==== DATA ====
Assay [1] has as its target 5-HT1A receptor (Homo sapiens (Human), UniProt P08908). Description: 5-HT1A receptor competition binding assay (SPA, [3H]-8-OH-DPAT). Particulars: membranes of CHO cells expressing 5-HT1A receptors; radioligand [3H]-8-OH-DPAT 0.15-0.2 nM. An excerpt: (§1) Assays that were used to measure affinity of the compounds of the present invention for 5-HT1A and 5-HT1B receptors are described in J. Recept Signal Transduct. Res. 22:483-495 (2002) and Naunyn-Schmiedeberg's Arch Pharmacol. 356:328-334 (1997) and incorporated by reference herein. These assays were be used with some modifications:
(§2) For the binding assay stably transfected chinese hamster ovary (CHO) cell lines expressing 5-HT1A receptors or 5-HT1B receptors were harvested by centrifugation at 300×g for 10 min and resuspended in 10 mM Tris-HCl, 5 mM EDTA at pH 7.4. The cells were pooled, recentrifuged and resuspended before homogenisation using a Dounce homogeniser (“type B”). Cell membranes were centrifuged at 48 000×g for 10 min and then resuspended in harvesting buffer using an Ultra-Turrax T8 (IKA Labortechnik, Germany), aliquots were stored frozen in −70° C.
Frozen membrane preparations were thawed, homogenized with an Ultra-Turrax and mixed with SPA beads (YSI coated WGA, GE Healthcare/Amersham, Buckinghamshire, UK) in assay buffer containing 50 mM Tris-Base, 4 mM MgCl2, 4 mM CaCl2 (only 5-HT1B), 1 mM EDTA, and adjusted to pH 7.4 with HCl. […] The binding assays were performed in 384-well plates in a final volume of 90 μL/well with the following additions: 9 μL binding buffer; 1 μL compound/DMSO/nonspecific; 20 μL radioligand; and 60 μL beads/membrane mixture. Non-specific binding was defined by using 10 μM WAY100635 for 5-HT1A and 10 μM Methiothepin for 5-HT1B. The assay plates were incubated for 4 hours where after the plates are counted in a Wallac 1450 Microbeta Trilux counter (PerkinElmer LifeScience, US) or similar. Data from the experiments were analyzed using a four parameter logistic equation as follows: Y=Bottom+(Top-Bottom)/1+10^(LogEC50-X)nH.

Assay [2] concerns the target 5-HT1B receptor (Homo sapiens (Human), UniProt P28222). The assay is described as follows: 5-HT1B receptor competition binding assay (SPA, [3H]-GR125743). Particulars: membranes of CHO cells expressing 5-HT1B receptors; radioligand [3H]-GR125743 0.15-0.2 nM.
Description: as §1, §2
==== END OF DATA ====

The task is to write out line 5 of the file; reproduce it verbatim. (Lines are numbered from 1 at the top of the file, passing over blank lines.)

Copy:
Description: as §1, §2